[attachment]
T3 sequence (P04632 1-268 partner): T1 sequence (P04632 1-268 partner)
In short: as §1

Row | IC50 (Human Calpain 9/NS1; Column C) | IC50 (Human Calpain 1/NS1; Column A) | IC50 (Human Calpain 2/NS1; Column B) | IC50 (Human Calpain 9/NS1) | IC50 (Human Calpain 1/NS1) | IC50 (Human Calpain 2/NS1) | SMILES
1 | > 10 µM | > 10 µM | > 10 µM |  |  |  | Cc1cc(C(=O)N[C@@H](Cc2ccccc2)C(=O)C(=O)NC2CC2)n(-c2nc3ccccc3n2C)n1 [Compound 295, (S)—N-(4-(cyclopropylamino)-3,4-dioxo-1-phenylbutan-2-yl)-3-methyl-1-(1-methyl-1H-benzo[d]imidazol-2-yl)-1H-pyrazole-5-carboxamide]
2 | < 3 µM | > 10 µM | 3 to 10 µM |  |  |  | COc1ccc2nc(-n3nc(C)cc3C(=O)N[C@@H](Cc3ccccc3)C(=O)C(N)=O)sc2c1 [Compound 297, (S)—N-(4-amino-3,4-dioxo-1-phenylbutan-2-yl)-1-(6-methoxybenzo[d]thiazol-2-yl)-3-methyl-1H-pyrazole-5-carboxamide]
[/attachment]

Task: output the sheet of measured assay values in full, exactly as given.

T3 sequence (P04632 1-268 partner): T1 sequence (P04632 1-268 partner)
In short: as §1

Row | IC50 (Human Calpain 9/NS1; Column C) | IC50 (Human Calpain 1/NS1; Column A) | IC50 (Human Calpain 2/NS1; Column B) | IC50 (Human Calpain 9/NS1) | IC50 (Human Calpain 1/NS1) | IC50 (Human Calpain 2/NS1) | SMILES
1 | > 10 µM | > 10 µM | > 10 µM |  |  |  | Cc1cc(C(=O)N[C@@H](Cc2ccccc2)C(=O)C(=O)NC2CC2)n(-c2nc3ccccc3n2C)n1 [Compound 295, (S)—N-(4-(cyclopropylamino)-3,4-dioxo-1-phenylbutan-2-yl)-3-methyl-1-(1-methyl-1H-benzo[d]imidazol-2-yl)-1H-pyrazole-5-carboxamide]
2 | < 3 µM | > 10 µM | 3 to 10 µM |  |  |  | COc1ccc2nc(-n3nc(C)cc3C(=O)N[C@@H](Cc3ccccc3)C(=O)C(N)=O)sc2c1 [Compound 297, (S)—N-(4-amino-3,4-dioxo-1-phenylbutan-2-yl)-1-(6-methoxybenzo[d]thiazol-2-yl)-3-methyl-1H-pyrazole-5-carboxamide]